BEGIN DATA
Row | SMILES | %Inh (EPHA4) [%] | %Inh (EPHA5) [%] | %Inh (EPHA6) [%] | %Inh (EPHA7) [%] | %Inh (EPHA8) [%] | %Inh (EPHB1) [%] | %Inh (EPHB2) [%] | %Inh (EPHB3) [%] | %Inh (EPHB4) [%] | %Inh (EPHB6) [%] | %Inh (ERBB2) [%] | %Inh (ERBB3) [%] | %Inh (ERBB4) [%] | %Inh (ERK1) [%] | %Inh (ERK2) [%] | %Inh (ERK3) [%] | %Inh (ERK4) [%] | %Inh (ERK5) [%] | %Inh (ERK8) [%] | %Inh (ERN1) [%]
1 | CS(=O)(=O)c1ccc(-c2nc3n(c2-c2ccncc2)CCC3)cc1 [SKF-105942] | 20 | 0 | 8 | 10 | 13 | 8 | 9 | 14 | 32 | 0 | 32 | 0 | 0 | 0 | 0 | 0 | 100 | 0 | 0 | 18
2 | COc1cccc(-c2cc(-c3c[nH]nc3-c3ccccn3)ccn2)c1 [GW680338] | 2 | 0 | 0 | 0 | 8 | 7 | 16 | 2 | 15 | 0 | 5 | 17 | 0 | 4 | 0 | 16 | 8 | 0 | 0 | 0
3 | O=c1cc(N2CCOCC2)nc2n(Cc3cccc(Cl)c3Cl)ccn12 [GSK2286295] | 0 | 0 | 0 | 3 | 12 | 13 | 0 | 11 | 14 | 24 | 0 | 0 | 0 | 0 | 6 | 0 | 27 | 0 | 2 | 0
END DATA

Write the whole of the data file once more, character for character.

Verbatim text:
Row | SMILES | %Inh (EPHA4) [%] | %Inh (EPHA5) [%] | %Inh (EPHA6) [%] | %Inh (EPHA7) [%] | %Inh (EPHA8) [%] | %Inh (EPHB1) [%] | %Inh (EPHB2) [%] | %Inh (EPHB3) [%] | %Inh (EPHB4) [%] | %Inh (EPHB6) [%] | %Inh (ERBB2) [%] | %Inh (ERBB3) [%] | %Inh (ERBB4) [%] | %Inh (ERK1) [%] | %Inh (ERK2) [%] | %Inh (ERK3) [%] | %Inh (ERK4) [%] | %Inh (ERK5) [%] | %Inh (ERK8) [%] | %Inh (ERN1) [%]
1 | CS(=O)(=O)c1ccc(-c2nc3n(c2-c2ccncc2)CCC3)cc1 [SKF-105942] | 20 | 0 | 8 | 10 | 13 | 8 | 9 | 14 | 32 | 0 | 32 | 0 | 0 | 0 | 0 | 0 | 100 | 0 | 0 | 18
2 | COc1cccc(-c2cc(-c3c[nH]nc3-c3ccccn3)ccn2)c1 [GW680338] | 2 | 0 | 0 | 0 | 8 | 7 | 16 | 2 | 15 | 0 | 5 | 17 | 0 | 4 | 0 | 16 | 8 | 0 | 0 | 0
3 | O=c1cc(N2CCOCC2)nc2n(Cc3cccc(Cl)c3Cl)ccn12 [GSK2286295] | 0 | 0 | 0 | 3 | 12 | 13 | 0 | 11 | 14 | 24 | 0 | 0 | 0 | 0 | 6 | 0 | 27 | 0 | 2 | 0